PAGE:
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Monday, September 10, 2018

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Victoria Morris Pottery -
Gidon Bing -
Mt. Washington Pottery -




I started taking pottery lessons in high school and was totally obsessed after the first class,” says Victoria Morris, Founder of Victoria Morris Pottery based in Los Angeles. “I love the combination of the tactile, highly focused mental and physical experience of throwing, with the immediate gratification afterward of having made a functional object from a ball of clay.”

Morris is expressing a sentiment shared by many artisans; indeed, clay is one of our most ancient and loved materials.

Auckland-based sculptor Gidon Bing, is also a fan of clay’s immediacy. He creates deceptively simple, reductionist, works of art using experimental processes, represented in a select range of ceramic, metal and print works. “Concept to realisation can happen very rapidly, which is great for spontaneous conceptual work as well as rapid prototyping of more complex forms,” he says. “And I love its capacity for endless variation both in methods of construction, material and glaze and finish.”



Some of the material’s characteristics are just as appealing to users as makers, according to Bing, such as “its foundation in antiquity and our cultural heritage”. Morris goes further. “I think all handmade pottery is imprinted with the energy of the maker, and it’s that very quality that I believe translates into the unique feeling one gets when they hold handmade work of any kind. I love that there’s always an element of surprise with small studio pottery - the firings are all unique and different, so it’s virtually impossible to make any two pieces look the same.”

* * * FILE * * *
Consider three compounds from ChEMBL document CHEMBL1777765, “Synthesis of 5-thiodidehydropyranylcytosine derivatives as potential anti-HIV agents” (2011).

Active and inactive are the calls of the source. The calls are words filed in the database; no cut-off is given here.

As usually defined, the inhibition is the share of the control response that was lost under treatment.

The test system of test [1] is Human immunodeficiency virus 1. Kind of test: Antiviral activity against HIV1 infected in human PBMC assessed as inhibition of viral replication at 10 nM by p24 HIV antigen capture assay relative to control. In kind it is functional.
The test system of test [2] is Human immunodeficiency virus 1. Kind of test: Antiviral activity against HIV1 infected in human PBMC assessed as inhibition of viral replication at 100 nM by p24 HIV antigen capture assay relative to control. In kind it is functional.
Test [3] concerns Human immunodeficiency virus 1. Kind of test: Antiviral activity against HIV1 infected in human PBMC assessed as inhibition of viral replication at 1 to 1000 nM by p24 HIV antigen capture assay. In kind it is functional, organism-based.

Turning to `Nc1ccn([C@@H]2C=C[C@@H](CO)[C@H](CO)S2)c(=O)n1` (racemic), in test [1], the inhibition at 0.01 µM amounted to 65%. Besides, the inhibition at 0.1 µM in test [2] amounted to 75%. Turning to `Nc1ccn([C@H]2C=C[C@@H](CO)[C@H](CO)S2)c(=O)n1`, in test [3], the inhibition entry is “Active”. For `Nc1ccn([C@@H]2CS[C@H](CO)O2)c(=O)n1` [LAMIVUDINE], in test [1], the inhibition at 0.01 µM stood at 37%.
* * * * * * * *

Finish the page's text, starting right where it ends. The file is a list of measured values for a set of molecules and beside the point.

But raw material must be worked with the right process, and both are inspired by traditional manual craft. Bing’s creations combine this with a distinctly modern approach. “My steam wood bending methods and plaster model and mould making techniques are very traditional, but I often complement them with methods like laser cutting and 3D printing - this enables me to produce forms that have the tactility and boldness of hand-crafted objects with the precision that’s sometimes required for forms or objects that have human function.”



For her part, Morris creates her pieces uniquely by hand. “Every single piece is thrown on the wheel, trimmed, glazed and fired by me,” she says. “So I’d say each piece is quite personal and one of a kind.”





Morris’s and Bing’s works feature in store alongside charming, organically shaped pieces by Mt. Washington Pottery, geometric vases as part of Lane Crawford global exclusive collections and architecture-inspired creations by L’Objet. These beautiful ceramics will perfectly complement the showcase at Lane Crawford ifc mall by fashion industry veteran Leena Similu, a Lane Crawford Creative Call Out finalist from Los Angeles. Similu's studio Yaya Situation produces ceramic pieces inspired by her childhood summers amid the exotic landscapes of Cameroon.









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New Age Beauty
Cool accessories to go with your new phone
Modern meets Feminine: Dion Lee x Lane Crawford Exclusive Collection
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Key Words:
Exclusive Items/ Limited Edition
Heritage 160
Home and Lifestyle
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